B.C. is leading the push to crack down on cyberbullying, including changes to Canada’s Criminal Code.
Justice Minister and Attorney General Shirley Bond raised cyberbullying as a priority issue this week at a meeting with her federal counterpart and ministers responsible for justice and public safety in other provinces.
At British Columbia’s request, a national working group will investigate cyberbullying and consider whether Criminal Code revisions should be made.
“My colleagues recognized that this is an issue in all of our jurisdictions, and as a result of the discussions around the table, there was agreement to form a working group to explore whether there are gaps in the Criminal Code that could be addressed to assist police when dealing with the rapidly changing online world and social media,” said Bond.
Cyberbullying garnered national attention after Maple Ridge teen Amanda Todd took her own life following years of torment in school and online.
Todd’s heart-breaking video, posted online a month before her death, brought Maple Ridge-Mission MLA Marc Dalton to tears.
“I am very supportive of what Minister Bond has brought forward,” said Dalton.
“It’s evident from Amanda’s story how serious this can be. She was being pursued from school to school, the hostility and the evil. It’s just so sad that something like that could happen.”
The province is also hosting an “Erase Bullying” summit next week to explore how best to deal with the issue and reduce its impact on children and young people.
The summit will build on B.C. government’s ERASE Bullying strategy – a 10-point action plan introduced last June by Premier Christy Clark, who has been passionate about the issue for years.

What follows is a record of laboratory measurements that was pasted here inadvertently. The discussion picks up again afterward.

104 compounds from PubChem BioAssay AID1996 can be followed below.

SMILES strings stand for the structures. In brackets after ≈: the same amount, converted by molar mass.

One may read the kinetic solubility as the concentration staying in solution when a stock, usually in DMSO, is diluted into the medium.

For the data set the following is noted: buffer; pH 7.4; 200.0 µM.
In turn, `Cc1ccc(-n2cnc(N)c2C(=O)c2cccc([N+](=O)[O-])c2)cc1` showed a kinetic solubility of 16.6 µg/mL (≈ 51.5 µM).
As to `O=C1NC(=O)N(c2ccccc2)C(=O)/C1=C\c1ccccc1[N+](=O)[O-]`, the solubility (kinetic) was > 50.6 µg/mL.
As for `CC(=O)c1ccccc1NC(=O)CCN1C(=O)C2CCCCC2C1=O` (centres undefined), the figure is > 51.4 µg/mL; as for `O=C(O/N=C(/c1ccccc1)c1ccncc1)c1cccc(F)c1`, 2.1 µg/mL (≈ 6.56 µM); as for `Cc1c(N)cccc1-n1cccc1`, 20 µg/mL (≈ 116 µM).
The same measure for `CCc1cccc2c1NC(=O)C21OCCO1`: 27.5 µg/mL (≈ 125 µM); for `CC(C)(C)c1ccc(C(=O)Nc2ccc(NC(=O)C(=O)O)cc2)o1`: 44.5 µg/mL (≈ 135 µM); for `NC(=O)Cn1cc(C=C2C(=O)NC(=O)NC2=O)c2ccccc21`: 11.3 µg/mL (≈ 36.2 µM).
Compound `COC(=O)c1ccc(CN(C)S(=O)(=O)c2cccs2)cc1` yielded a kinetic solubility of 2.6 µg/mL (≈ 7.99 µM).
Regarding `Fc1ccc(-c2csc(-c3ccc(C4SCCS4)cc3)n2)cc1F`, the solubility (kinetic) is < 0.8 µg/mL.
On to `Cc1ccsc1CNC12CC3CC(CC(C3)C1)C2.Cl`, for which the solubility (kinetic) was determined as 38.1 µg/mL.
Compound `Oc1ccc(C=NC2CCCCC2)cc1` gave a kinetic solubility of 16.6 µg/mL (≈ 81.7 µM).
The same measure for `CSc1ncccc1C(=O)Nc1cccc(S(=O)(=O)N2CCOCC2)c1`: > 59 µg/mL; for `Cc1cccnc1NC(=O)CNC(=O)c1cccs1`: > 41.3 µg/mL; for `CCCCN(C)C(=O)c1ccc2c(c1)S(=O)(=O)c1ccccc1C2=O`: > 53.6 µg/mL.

Part of this strategy includes anti-bullying training, which is being provided to approximately 15,000 educators and community partners over the next five years.
A website (erasebullying.ca), which goes live next week, will allow kids to anonymously report bullying.
Dalton, a former teacher, believes education and awareness are key to address bullying.
“It’s important that it gets into schools, systematically, and not just haphazardly,” said Dalton.
“So kids are really aware of the dangers and impacts it can have on other students.”
• The Erase Bullying summit takes place summit Nov. 13, at the Morris J. Wosk Centre for Dialogue in Vancouver.
Be safe online
Internet safety is also the focus of Crime Prevention Week this year.
During Crime Prevention Week (Nov. 1-7), the B.C. government is reminding parents of the need to be aware of what to watch out for when their kids are on the Internet – viewing inappropriate material, sexual exploitation and cyberbullying, as well as frauds and scams. Instilling real-world judgement and online etiquette in your kids can go a long way in keeping your whole family safe.
• Think twice before posting information and/or photographs.
Once online, information is out of your control and cannot be retracted.
• Talk to kids about the dangers of sharing excessive information.
If advertising that a family is on holiday by writing on the front door or living room window is not okay, why put that type of information online for the world to see?
• Signing a child up to a site before they reach the user age outlined by the site is a violation of the terms of service.
Lying about an age can result in your child receiving advertisements directed to an older audience.
• Remind youth that cyberbullies feed on negativity. The best way to make
cyberbullying stop is to ignore the online bullying environment and report it in the real world to school or authorities.
• Parents shouldn’t be afraid to venture into social media. You may want to take this on with your kids and learn together how to navigate the content safely. This will help you get to know what your kids are doing
• Encourage online etiquette and instill best-time practices with youth.
Encourage “cool-down” times and putting away devices when opportunities for family time arise.
• Don’t make your passwords obvious and change them frequently.